Need a lesson plan, a case study, movie guide or prayer service? Perhaps you’re feeling challenged by the competing tasks of teaching, ministry, and raising a family, and you’re looking for a little assistance. Look no further than the Center of Concern’s Education for Justice website (www.educationforjustice.org).
Peace & Justice
This story is the fourth in a series on the decision by federal officials to discontinue funding the U.S. bishops' Migration and Refugee Services program to assist foreign-born victims of human trafficking. Check back with NCRonline.org every day this week for more stories.
WASHINGTON -- Longtime advocates for victims of human trafficking told a House committee that the government must ensure that females who are trafficked can access all reproductive health services including contraception and abortion.
Addressing the House Committee on Oversight and Government Reform Dec. 14, Florrie Burke, a consultant to anti-trafficking organizations, and Andrea Powell, executive director of FAIR Girls in Washington, said victims who are raped must be able to determine for themselves what services they need rather than facing restrictions on care imposed by others.
The hearing was requested by minority Democrats on the committee as part of the congressional probe into the process followed by the Department of Health in Human Services to award grants for services to trafficking victims.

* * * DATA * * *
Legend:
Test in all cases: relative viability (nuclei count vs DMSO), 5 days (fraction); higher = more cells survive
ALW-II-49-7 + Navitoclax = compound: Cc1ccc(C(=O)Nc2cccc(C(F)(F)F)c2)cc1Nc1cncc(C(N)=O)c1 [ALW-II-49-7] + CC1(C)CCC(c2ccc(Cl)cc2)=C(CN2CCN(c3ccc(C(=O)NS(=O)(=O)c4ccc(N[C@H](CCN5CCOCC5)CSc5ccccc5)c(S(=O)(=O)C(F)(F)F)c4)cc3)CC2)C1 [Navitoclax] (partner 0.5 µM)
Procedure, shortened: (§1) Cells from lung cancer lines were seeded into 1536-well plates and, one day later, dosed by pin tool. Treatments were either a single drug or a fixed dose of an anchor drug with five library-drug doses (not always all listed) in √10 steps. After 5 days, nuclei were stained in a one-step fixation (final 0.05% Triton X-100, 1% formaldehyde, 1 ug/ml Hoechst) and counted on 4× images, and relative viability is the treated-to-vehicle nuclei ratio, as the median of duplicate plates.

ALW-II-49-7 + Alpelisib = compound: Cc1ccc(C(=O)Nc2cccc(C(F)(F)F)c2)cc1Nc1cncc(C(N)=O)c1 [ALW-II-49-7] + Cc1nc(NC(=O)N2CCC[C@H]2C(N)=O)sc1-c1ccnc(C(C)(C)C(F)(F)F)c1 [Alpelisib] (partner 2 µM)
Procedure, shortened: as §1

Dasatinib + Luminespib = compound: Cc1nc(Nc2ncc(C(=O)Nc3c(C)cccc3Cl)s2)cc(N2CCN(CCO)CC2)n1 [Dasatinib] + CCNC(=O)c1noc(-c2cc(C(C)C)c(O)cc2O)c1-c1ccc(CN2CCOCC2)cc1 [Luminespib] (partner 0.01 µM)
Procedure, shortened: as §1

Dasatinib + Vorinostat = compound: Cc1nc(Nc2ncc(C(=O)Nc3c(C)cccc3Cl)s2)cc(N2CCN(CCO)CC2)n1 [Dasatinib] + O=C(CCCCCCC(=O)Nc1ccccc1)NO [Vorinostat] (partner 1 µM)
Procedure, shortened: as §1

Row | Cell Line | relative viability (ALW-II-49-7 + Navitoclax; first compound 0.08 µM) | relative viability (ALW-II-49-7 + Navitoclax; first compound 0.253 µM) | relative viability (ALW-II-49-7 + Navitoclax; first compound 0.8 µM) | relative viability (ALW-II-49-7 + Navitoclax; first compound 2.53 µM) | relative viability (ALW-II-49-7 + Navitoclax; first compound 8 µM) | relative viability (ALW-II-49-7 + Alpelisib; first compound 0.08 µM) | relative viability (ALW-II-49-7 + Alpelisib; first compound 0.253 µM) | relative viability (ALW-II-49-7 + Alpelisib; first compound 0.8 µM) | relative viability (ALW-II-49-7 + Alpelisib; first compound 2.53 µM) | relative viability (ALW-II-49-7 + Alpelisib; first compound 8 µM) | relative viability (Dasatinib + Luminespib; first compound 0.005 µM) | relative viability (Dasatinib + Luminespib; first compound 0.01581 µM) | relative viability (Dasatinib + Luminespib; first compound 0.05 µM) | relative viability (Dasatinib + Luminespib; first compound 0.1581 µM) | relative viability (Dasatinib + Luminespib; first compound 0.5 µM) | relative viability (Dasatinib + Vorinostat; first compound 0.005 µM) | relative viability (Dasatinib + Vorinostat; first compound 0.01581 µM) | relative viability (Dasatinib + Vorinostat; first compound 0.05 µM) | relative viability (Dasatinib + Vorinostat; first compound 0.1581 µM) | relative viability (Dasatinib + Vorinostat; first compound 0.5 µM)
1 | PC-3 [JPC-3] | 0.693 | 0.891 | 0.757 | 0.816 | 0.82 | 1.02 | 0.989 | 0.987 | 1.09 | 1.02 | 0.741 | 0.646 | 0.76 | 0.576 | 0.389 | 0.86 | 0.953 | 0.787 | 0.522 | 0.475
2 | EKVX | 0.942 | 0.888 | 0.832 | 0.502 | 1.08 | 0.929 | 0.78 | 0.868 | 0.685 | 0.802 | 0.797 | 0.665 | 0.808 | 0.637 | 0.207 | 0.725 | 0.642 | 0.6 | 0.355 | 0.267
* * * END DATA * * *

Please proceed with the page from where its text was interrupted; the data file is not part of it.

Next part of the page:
RALEIGH, N.C. -- With death penalty foe Sr. Helen Prejean by his side, Stephen Dear announced Dec. 2 a statewide grassroots campaign to abolish capital punishment in North Carolina, the only Southern state that has not carried out an execution in more than five years.
Dear, younger brother of NCR columnist Jesuit Fr. John Dear, is executive director of the North Carolina-based group People of Faith Against the Death Penalty.
Dear, Prejean and other religious leaders from around the state held a press conference to announce the "Kairos Campaign" to repeal the state's death penalty. While executions were common in North Carolina in the mid-1980s and throughout the 1990s, various legal entanglements have put executions on hold since the Aug. 18, 2006, execution of Samuel Flippen. North Carolina still has 158 people on death row, the sixth highest total in the nation. Forty-three executions have been carried out in North Carolina since executions resumed in 1984.
WASHINGTON -- When the pastoral letter "Economic Justice for All" was published by the U.S. bishops in November 1986, its release was both the culmination of years of work and the beginning of a sometimes heated public debate.
That debate continues today, as proved during a panel discussion Dec. 6 marking its 25th anniversary.
In a round-table discussion convened by Georgetown University's Berkley Center for Religion, Peace and World Affairs and the Governance Studies Program at Brookings Institution, self-described conservatives and liberals squared off over the merits of the pastoral letter, much as people did in 1986.
The five-part letter looked at the church's vision of economic life, beginning with a discussion of Christian principles and their role in economic matters. It offered proposals for employment, poverty, food and agriculture, and international development; outlined a "New American Experiment" and a "Partnership for the Common Good," and laid out a commitment for the future.